Medema, Steven G., Coasian Economics: Law and Economics and the New Institutional Economics. Boston: Dordrecht; London: Kluwer, 1998. [Brief Abstract in JEL, June 1998, p. 1013].

North, Douglass C., (1981) Structure and Change in Economic History, New York: W.W. Norton and Company.

North, Douglass C., and Barry R. Weingast, (1989) "Constitutions and Commitment: The Evolution of Institutions Governing Public Choice in Seventeenth-Century England," Journal of Economic History, 49(4), 803-832.

North, Douglass C., (1990) Institutions, Institutional Change, and Economic Performance, New York: Cambridge University Press.

Ouchi, William G., (1980) "Markets, Bureaucracies, and Clans," Administrative Science Quarterly, 25(March), 129-141.

Pitelis, Christos. Transaction costs, markets and hierarchies / edited by Oxford, UK ; Cambridge, Mass. : Blackwell, 1993. vi, 280 p. : ill. ; 24 cm. Includes bibliographical references and index. Transaction-costs. Institutional-economics. [Foster Business Library General Stacks HB846.3 .S87 1993]

Nature and role of the market -- In the beginning there were markets? -- Control, markets and firms -- Transaction costs and the evolution of the firm -- Appropriability critique of transaction cost economics -- Power and efficiency in the firm -- Transaction costs...and revenues -- Transaction cost economics and the state -- Markets, hierarchies and markets again -- Markets, false hierarchies and the role of asset specificity -- On transactions (costs) and markets and (as) hierarchies.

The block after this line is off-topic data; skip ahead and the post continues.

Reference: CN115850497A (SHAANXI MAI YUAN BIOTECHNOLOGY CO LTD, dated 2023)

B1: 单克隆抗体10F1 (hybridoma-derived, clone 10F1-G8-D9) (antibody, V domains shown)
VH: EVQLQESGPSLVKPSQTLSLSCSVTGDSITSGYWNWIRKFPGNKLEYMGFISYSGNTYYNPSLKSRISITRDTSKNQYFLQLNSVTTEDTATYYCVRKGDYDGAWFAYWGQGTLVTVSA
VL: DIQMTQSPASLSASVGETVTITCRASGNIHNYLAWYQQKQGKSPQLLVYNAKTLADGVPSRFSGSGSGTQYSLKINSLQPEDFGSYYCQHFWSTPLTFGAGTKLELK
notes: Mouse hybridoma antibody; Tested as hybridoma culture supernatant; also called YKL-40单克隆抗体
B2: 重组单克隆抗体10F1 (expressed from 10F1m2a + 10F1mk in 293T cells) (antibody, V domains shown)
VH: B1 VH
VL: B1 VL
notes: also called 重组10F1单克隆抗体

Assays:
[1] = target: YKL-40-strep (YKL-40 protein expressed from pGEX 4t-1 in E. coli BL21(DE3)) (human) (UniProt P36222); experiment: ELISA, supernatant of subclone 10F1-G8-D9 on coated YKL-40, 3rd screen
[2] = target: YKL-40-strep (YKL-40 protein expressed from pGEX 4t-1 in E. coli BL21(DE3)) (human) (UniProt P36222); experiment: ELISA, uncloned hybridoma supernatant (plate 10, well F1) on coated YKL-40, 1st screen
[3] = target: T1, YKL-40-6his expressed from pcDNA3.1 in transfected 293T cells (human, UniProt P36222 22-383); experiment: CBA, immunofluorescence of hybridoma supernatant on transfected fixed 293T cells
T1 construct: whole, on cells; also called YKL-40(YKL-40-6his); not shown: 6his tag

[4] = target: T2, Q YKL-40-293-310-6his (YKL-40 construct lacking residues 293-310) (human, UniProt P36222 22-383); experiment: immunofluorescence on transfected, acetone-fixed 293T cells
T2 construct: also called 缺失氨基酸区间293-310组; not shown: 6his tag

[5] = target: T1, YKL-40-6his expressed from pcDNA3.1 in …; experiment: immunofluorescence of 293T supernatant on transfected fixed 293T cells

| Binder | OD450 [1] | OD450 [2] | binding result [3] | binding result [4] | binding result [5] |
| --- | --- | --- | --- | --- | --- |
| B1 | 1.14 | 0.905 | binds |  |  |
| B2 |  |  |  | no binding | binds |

Pollak, Robert A., A Transaction Cost Approach to Families and Households, Journ. of Econ. Lit. 23 (2), June 1985, pp.581ff.

Rindfleisch, Aric, and Jan B. Heide, (1997) "Transaction Cost Analysis: Past, Present, and Future Applications," Journal of Marketing, 61(October), 30-54. [Over the past decade, transaction cost analysis (TCA) has received considerable attention in the marketing literature.]

Swygert, Michael I. and Katherine Earle Yanes. A primer on the Coase theorem: making law in a world of zero transaction costs. Mark DePaul Business Law Journal, Fall-Winter 1998 v11 i1 p1-42

*Wancura, Dan N., A transaction cost approach to integrated freight transportation. 1989. Thesis (M.A., Geography)--University of Washington, 1989. Includes bibliographical references (leaves [128]-132). Freight-and-freightage. Shipment-of-goods. Integrated freight transportation. Suzzallo General Stacks [G 59 Th37039]

Williamson, Oliver E., (1975) Markets and Hierarchies: Analysis and Antitrust Implications, New York: The Free Press.

Williamson, Oliver E., The Economics of Organization: The Transaction Cost Approach American Journal of Sociology, Vol. 87, No. 3. (Nov., 1981), pp. 548-577. [particularly: pp.555-62]

Williamson, Oliver E., (1983) "Credible Commitments: Using Hostages to Support Exchange," American Economic Review, 73(4), 519-540.

Williamson, Oliver E., (1985) The Economic Institutions of Capitalism, New York: The Free Press. [Reviewed by Alchian & Woodward, JEL 1988, see above]

Williamson, Oliver E., (1993) "Transaction Cost Economics Meets Posnerian Law and Economics," Journal of Institutional and Theoretical Economics, 149(1), 99-118.

Williamson, Oliver E., and Sidney G. Winters (eds.) (1993) The Nature of the Firm: Origins, Evolution, and Development, New York: Oxford University Press.